The incidence of cranial cruciate ligament rupture in dogs is reportedly higher in large breeds [9]. In this report the 2 animals were of very different sizes and weights The Maquet technique, as performed in the two cases reported here, presents the same advantages as the traditional TTA technique, but also has a shorter surgical time, reduced implant costs and the incidence of osteomyelitis may be reduced [2].
Measurement of the tibial plateau angle is very important when selecting the osteotomy technique, and Maquet’s technique is not indicated where the tibial plateau angle is very large angle, due to the high probability of fracture of the tibial crest [6]. In these two cases the animals had low TPA, thus making the use of this technique appropriate.
In these cases a steel alloy (316 L) cage was used to provide a site for placement of two screws. This same implant is used in TTA procedures. This implant differs from that used by Samoy et al. [10], in which a titanium cage that could place four or six screws, depending on the size of the implant, was used.
The ideal site for drilling (hole) into the tibial crest is still not well established [10], in the 2 cases presented here the drilling was performed just beyond the termination of the tibial crest.
In the cases in this report, the same cages and principles of TTA were used, but with the advantage of lower implant utilization, as reported by other authors [6-10]. In animal 2 the osteotomy defect was filled with spongy bone, collected from the tibia itself. Bone grafting is also performed in patients that have undergone TTA [11,12].
One of the main complications of the Marquet procedure is fracture of the tibial crest, which may occur in the immediate or prolonged postoperative period [7]. The two animals described here suffered fracture of the tibial crest at different times, in animal 1 fracture was identified immediately post-operatively and in animal 2 not until 21 days post-surgery.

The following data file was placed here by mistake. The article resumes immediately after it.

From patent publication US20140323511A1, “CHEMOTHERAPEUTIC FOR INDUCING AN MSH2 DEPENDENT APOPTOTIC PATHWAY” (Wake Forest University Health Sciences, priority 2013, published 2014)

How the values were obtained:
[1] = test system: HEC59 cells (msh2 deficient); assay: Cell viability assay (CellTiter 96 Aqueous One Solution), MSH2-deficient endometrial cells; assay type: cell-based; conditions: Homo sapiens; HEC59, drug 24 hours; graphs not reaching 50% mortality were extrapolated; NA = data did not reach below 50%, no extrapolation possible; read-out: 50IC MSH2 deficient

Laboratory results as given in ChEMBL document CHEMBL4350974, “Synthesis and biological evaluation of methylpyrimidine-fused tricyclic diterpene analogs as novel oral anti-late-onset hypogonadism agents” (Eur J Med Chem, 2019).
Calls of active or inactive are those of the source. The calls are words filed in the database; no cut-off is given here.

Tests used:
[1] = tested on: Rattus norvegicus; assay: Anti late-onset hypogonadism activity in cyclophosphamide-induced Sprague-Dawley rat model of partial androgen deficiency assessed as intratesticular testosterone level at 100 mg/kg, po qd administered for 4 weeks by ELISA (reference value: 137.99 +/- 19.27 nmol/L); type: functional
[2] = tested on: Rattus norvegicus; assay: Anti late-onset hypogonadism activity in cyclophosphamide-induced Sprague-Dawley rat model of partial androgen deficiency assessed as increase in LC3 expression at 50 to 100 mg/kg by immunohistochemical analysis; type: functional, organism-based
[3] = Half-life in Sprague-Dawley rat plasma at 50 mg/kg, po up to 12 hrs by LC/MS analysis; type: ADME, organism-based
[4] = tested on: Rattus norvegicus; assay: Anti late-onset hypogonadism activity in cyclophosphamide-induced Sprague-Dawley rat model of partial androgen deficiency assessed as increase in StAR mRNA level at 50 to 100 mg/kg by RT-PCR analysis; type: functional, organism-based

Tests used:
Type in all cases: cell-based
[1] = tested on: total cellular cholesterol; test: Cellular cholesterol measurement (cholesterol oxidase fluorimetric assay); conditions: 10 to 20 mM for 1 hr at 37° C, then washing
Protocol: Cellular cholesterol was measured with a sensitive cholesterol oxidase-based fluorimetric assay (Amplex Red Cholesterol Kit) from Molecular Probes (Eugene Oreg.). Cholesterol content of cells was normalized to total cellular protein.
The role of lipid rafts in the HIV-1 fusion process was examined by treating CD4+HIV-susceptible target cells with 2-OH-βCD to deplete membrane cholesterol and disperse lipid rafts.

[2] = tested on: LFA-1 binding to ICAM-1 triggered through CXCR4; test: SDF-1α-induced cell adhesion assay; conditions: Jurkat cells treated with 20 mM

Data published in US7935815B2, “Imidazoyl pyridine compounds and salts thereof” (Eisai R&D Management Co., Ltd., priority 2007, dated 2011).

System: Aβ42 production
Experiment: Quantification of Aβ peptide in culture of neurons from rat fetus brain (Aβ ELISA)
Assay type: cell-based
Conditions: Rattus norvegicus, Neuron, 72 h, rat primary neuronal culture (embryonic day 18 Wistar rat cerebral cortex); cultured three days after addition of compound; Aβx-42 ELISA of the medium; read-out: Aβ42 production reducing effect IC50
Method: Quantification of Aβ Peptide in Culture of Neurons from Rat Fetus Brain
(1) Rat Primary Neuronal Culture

In these cases, we did not elect to apply a tension band during the first procedure. The use of tension bands is controversial, and they are often not used if there is no fracture or fissure of the tibial crest [10]. But, according to Brunel and collaborators [7], a tension band should be used to reduce the rate of post-operative tibial crest fracture, due to the great tension of the quadriceps muscle.
Brunel and collaborators [7], advocate that if fracture of the tibial crest occurs when using the Maquet technique, it should be supported with the TTA plate. In animal 1 a TTA plate was placed after the observation of the cleft in the tibial crest on the postoperative radiograph.
A figure of eight cerclage wirre can be used to reduce the incidence of tibial crest fracture [2]. In animal 2, cerclage placement was not chosen in the first surgical procedure. Only used clinic treatment in this case. In a study performed of the Marquet technique in 84 stifles, Ramirez et al [13]. observed fissure of the tibia crest in 26 stifles. This complication was observed in animal 1.
Conclusion
No surgical procedure is free of complications, but the veterinarian should be aware of what these are likely to be and be prepared to manage them appropriately.